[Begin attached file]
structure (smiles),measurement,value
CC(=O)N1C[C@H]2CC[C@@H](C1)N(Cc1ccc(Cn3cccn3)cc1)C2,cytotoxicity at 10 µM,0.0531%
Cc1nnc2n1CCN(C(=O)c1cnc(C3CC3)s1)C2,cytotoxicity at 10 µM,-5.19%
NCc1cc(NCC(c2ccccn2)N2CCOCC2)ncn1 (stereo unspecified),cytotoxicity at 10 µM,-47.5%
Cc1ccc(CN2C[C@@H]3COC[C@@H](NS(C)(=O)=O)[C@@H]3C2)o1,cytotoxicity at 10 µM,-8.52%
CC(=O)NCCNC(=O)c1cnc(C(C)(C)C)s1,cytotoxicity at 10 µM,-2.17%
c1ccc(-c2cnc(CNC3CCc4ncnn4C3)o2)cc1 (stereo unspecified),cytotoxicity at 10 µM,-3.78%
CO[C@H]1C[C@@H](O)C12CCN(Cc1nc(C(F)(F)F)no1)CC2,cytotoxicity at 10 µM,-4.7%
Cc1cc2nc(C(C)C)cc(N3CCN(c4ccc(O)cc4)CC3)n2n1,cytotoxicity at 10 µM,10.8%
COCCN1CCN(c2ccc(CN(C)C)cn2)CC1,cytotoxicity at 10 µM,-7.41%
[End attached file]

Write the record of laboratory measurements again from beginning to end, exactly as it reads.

structure (smiles),measurement,value
CC(=O)N1C[C@H]2CC[C@@H](C1)N(Cc1ccc(Cn3cccn3)cc1)C2,cytotoxicity at 10 µM,0.0531%
Cc1nnc2n1CCN(C(=O)c1cnc(C3CC3)s1)C2,cytotoxicity at 10 µM,-5.19%
NCc1cc(NCC(c2ccccn2)N2CCOCC2)ncn1 (stereo unspecified),cytotoxicity at 10 µM,-47.5%
Cc1ccc(CN2C[C@@H]3COC[C@@H](NS(C)(=O)=O)[C@@H]3C2)o1,cytotoxicity at 10 µM,-8.52%
CC(=O)NCCNC(=O)c1cnc(C(C)(C)C)s1,cytotoxicity at 10 µM,-2.17%
c1ccc(-c2cnc(CNC3CCc4ncnn4C3)o2)cc1 (stereo unspecified),cytotoxicity at 10 µM,-3.78%
CO[C@H]1C[C@@H](O)C12CCN(Cc1nc(C(F)(F)F)no1)CC2,cytotoxicity at 10 µM,-4.7%
Cc1cc2nc(C(C)C)cc(N3CCN(c4ccc(O)cc4)CC3)n2n1,cytotoxicity at 10 µM,10.8%
COCCN1CCN(c2ccc(CN(C)C)cn2)CC1,cytotoxicity at 10 µM,-7.41%